One of the other key failings of the Writer's Market and Writers' & Artists' Yearbook is that they have both failed to adapt to the fact that in the last ten years publishing has transformed into a far more global industry. Ten years ago, most listings would have said “No approaches by email”. Having to use post meant that the cost and complexity of making overseas submissions effectively segregated countries into separate markets, and the Writer's Market and Writers' & Artists' Yearbook both reflect this, each concentrating strongly on their own country.

But as working practices have changed, email submissions have become more and more common and acceptable. There are now an increasing number of agents, publishers, and magazines that will only accept submissions by email. Submissions by post will not even be considered.

This means it’s often just as easy to submit to a market on the other side of the world as in your own back yard, and writers now need a directory that reflects that – a directory that offers access to the global market, not just the market in their own country. English-language publishing has two main centres: the United States and the United Kingdom (and more specifically London and New York), and if your directory isn’t offering equal access to both these markets then you could be needlessly throwing away half your chances of getting published.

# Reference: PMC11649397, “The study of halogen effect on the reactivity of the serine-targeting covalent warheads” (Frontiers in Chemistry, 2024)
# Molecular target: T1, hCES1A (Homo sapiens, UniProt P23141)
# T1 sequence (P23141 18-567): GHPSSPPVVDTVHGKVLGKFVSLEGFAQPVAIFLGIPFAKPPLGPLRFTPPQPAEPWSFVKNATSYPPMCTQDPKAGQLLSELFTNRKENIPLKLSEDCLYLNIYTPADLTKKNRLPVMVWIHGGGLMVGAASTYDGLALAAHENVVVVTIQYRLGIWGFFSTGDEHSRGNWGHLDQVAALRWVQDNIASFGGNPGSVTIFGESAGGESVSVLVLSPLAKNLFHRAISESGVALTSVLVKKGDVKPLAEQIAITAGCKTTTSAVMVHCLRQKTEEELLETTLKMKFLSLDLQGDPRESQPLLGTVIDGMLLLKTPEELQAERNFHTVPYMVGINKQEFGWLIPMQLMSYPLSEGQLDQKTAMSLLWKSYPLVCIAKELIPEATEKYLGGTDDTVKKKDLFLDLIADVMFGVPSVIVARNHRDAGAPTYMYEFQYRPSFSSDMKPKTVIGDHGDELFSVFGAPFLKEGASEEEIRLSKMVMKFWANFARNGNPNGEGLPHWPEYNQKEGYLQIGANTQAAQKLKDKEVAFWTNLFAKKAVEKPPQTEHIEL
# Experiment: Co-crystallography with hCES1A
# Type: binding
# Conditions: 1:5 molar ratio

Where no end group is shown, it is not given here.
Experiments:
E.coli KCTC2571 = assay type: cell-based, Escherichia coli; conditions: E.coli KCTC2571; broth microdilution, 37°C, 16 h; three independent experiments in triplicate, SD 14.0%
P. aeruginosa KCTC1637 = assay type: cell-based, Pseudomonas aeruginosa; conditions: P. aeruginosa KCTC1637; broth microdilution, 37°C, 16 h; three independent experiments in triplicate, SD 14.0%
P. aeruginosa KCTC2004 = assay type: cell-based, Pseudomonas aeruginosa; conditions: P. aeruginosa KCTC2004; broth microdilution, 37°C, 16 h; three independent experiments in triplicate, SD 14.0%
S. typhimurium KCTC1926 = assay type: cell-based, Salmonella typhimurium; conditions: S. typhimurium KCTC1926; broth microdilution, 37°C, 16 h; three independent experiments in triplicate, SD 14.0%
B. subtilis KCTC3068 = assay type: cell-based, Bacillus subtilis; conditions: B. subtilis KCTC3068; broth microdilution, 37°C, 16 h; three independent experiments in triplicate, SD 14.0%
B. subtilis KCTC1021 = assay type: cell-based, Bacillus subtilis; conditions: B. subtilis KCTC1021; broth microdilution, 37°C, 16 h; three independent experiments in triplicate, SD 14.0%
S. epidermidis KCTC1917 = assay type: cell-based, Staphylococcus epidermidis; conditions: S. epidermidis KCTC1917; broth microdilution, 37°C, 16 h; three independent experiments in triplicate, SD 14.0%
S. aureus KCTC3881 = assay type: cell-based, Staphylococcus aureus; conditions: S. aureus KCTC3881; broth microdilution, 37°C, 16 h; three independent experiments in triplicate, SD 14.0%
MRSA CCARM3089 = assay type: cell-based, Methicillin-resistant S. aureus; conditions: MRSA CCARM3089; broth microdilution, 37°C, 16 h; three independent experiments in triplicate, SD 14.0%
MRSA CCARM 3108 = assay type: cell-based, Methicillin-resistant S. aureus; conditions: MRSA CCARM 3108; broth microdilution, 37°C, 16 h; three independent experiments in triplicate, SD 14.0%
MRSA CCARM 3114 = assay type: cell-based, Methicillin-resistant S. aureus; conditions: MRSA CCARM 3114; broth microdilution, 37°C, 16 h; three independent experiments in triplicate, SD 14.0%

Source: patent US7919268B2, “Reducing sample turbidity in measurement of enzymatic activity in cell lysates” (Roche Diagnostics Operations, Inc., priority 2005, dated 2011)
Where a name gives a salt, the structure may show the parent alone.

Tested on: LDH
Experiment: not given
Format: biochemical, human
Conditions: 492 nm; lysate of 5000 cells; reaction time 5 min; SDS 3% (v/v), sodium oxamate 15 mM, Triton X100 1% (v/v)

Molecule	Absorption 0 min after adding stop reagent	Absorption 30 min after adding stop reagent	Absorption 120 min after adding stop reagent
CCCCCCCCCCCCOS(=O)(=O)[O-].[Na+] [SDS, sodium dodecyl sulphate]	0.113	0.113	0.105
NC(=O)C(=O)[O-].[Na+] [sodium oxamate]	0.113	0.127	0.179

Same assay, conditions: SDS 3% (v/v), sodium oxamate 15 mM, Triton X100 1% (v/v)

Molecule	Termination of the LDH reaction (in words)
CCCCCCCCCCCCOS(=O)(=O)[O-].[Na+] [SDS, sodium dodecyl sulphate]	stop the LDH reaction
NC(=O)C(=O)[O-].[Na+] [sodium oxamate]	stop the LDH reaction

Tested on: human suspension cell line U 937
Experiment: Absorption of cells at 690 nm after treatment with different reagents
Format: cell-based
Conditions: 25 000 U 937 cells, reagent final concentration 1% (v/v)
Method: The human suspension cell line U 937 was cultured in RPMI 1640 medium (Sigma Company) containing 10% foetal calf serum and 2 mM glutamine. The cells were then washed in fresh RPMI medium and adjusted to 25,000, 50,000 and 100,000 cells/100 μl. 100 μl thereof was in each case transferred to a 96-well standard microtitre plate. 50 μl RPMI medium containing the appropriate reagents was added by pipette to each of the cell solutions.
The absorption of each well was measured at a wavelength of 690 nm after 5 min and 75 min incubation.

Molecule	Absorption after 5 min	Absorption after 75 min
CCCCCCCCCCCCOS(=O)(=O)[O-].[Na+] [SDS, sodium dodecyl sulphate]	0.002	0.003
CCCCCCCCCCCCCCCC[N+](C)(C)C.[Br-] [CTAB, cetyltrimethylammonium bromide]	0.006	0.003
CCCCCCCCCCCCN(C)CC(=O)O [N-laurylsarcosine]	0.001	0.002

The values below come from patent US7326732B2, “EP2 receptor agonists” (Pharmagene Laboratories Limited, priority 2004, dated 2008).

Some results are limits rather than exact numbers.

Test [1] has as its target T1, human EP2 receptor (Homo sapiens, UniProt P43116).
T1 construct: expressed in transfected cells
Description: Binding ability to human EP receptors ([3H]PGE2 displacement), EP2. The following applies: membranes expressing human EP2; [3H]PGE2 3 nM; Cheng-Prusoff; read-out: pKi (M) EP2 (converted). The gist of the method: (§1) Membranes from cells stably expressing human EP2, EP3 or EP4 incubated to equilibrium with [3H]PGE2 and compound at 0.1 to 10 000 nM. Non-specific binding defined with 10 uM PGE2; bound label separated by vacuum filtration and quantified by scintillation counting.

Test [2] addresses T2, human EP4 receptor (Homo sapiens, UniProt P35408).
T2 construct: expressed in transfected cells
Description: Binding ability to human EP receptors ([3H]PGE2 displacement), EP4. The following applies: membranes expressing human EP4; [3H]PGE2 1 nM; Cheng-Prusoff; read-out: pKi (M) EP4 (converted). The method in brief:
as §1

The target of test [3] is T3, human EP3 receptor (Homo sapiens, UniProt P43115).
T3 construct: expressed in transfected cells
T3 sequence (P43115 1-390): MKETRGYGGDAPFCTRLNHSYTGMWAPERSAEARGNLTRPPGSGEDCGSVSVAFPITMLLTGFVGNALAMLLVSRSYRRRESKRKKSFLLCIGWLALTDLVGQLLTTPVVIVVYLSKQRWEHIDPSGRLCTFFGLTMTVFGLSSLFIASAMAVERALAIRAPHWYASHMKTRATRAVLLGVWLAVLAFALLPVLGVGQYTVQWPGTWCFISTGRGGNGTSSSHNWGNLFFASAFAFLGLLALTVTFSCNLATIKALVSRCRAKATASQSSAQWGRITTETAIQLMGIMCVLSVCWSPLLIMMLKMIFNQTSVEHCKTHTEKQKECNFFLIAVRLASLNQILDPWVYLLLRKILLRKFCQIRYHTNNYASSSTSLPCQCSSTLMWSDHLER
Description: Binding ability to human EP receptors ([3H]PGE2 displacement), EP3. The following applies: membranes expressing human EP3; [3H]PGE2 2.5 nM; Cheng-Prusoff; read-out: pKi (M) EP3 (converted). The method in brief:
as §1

That’s why we’ve ensured that The Writers’ Handbook is a global directory, with unparalleled access into the major markets. This means it has lots of listings that aren’t included in the Writer's Market, and equally it has lots of listings not included in the Writers' & Artists' Yearbook

So if you’ve been buying those books year after year – looking at all the same old listings again and again – why not take a change and try some fresh listings this year? You never know – the success you’ve been looking for might be waiting just across the pond, and might be just an email away!

The Writers' Handbook 2014 can be purchased from in the United States, and from in the United Kingdom. It is also available through Amazon’s other international websites.

The ebook version is also available on Kindle at an even lower price through the following links: